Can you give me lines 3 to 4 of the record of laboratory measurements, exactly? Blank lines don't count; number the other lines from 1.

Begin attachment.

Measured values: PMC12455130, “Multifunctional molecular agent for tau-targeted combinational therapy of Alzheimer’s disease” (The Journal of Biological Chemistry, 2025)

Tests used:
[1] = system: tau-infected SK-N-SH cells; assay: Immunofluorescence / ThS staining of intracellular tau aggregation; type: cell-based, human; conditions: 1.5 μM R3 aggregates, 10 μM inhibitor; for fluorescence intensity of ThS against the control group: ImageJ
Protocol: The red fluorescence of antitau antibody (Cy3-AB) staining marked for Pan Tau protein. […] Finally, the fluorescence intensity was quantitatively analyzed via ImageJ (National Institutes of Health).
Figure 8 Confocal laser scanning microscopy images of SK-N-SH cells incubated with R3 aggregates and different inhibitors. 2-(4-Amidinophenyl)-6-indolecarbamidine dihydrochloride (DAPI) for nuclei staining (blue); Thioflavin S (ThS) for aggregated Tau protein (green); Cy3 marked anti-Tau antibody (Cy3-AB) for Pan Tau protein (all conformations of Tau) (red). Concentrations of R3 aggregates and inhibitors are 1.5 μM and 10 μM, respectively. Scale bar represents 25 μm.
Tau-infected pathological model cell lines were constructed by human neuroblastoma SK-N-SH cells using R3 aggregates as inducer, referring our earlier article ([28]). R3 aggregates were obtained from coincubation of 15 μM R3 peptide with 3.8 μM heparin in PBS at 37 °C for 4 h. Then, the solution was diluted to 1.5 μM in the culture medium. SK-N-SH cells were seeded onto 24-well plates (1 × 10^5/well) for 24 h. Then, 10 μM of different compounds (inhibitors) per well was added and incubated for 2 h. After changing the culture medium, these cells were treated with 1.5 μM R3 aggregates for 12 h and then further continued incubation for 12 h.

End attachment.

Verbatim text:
[1] = system: tau-infected SK-N-SH cells; assay: Immunofluorescence / ThS staining of intracellular tau aggregation; type: cell-based, human; conditions: 1.5 μM R3 aggregates, 10 μM inhibitor; for fluorescence intensity of ThS against the control group: ImageJ
Protocol: The red fluorescence of antitau antibody (Cy3-AB) staining marked for Pan Tau protein. […] Finally, the fluorescence intensity was quantitatively analyzed via ImageJ (National Institutes of Health).